"This book is quite effective in commiserating with patients who feel alone in their condition and not understood by physicians. Balance disorder in general is an entity that is difficult to diagnose correctly without eliciting all of a patient's history and predicaments. The book is unique in the way it provides a patient expert's viewpoint of balance disorder."-Doody's Reviews "Vestibular disorders can cause overwhelming dizziness, vertigo, and other symptoms that can't be seen, and are difficult for others--sometimes, even close friends and family members--to understand. People struggle with their profound impacts on health, rela--tion--ships, and finances. Many people struggle alone. Finding Balance gives voice to these experiences, and in the process, brings needed recognition to the true hardships associated with having a chronic vestibular disorder. "--Lisa Haven, Executive Director, Vestibular Disorders Association "I wept when I finished this book, because finally I see someone else, the author, truly understands my daily challenges with a vestibular disorder. It's comforting to know that I'm not alone. ...family and friends will read this book as well as co-workers. Yet, I hope even grocery store clerks, bus drivers, restaurant waitresses, airline agents, and others working with the public will too. Then, they will understand when I ask for fewer loud noises and less fast motion around me that I'm balancing my life."--Suzanne Hall Johnson, RN, MN, Editor Emerita, Dimensions of Critical Care Nursing ..". includes a series of approaches, from symptom tracking to personal reflection, the author devised to assist in her recovery. This book will be valuable to vestibular patients facing similar challenges as well as medical practitioners seeking further insight into their patient's experience."--F. Owen Black, Director of Neurotology Research, Legacy Health ""Finding Balance" is a must-read if you have a vestibular disorder, or know soVom Verlag:
Over 10 million adults in the United States have chronic problems with dizziness and imbalance - vestibular problems. This compares to 400,000 with multiple sclerosis or 1.5 million with autism for example, both chronic illnesses with much greater name recognition. Vestibular problems are difficult to diagnose and treat. While vestibular problems come with various medical names (Meniere's, Perilymph Fistula, Endolymphatic Hydrops, Benign Paroxysmal Positional Vertigo (BPPV), and others) they present a common challenge for the affected person on how to deal with the dizziness and eventually find balance. "Finding Balance" addresses over a decade of illness, from the initial two years searching for a diagnosis, through the long years of treatment and finally to the period of rebuilding a life within the confines of what dizziness and vertigo will allow. "Finding Balance" provides a detailed description of symptoms, what can trigger them, the emotional reactions to symptoms, how to recognize their subtle differences, and how to track them in order to contribute to your diagnosis. It also emphasizes the patient's responsibility for healing and eventually how to find the inner balance in life that will be necessary to equitably live with these symptoms over time. And it provides a sense of time, of patience. Special features of "Finding Balance" include: call-out boxes presenting facts and tips for dealing with the disorder; all of the medical information in the book has been reviewed by vestibular specialists for accuracy; bulleted lists at the end of chapter with advice to the reader on next steps; and a resource section at the end of the book listing associations, websites, and other patient resources.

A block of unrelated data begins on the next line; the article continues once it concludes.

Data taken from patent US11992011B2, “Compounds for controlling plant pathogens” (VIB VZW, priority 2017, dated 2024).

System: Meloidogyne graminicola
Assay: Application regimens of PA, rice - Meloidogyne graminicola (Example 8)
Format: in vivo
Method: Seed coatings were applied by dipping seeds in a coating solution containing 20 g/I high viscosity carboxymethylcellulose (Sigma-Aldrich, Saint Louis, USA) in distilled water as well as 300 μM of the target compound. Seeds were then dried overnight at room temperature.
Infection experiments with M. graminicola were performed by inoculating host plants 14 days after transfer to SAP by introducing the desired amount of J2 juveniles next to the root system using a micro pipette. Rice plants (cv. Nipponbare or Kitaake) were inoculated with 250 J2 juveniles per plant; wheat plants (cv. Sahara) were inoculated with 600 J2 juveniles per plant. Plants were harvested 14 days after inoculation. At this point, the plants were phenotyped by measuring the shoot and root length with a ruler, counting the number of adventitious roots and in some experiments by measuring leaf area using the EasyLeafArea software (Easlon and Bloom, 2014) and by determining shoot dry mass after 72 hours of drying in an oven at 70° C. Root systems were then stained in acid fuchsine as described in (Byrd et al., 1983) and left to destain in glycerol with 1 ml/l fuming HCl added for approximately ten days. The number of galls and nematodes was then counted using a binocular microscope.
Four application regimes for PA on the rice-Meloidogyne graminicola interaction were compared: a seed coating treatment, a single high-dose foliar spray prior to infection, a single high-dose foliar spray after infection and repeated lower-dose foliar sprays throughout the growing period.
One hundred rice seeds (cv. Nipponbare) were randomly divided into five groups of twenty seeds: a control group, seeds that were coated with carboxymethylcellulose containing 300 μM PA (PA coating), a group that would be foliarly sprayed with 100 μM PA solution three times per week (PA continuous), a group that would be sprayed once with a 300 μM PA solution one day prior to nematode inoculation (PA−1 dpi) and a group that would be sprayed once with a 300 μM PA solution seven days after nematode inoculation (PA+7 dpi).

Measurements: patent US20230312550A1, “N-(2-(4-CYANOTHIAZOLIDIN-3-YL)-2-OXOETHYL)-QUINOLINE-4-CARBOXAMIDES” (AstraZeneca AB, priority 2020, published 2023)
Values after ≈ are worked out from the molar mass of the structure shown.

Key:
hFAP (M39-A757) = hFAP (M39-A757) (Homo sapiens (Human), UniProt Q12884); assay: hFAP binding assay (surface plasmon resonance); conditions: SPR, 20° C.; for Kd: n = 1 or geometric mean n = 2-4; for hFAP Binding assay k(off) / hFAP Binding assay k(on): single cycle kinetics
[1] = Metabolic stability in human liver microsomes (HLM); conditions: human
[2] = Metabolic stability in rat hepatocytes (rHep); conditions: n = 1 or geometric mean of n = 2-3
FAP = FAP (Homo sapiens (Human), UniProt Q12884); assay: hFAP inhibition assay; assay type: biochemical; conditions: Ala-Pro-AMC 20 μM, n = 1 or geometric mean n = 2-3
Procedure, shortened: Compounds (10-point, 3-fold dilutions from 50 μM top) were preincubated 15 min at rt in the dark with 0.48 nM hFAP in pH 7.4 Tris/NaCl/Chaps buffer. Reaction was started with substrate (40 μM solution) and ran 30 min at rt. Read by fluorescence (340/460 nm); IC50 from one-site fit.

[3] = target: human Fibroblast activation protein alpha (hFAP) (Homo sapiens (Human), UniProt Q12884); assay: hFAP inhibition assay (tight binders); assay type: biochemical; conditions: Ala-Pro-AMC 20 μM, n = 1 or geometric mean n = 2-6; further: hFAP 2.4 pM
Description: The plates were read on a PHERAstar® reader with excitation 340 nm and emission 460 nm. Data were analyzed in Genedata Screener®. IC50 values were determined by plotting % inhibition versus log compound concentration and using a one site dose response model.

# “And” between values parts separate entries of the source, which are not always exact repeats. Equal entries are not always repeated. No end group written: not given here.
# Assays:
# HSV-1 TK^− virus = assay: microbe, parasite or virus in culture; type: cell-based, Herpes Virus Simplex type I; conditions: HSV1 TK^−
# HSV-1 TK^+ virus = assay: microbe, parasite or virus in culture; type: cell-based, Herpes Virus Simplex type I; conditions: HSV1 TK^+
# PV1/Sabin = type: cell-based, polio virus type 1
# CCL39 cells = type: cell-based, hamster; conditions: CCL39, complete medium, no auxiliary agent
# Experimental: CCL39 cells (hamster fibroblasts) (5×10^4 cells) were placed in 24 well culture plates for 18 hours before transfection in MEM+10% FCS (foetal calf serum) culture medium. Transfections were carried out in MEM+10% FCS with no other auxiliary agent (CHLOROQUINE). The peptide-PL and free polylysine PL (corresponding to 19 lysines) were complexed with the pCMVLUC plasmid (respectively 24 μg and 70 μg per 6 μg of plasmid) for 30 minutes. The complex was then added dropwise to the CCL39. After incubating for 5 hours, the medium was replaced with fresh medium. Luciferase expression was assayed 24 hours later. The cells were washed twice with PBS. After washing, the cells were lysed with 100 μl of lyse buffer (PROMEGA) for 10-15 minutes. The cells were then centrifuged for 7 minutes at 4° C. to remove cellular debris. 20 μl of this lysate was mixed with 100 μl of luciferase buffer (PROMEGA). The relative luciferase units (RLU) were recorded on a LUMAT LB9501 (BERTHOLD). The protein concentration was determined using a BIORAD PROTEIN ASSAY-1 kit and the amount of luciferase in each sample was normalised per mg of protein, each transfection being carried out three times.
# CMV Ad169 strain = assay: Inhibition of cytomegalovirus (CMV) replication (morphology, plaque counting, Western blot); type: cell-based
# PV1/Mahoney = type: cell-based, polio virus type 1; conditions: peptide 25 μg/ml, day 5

„Über diesen Titel“ kann sich auf eine andere Ausgabe dieses Titels beziehen.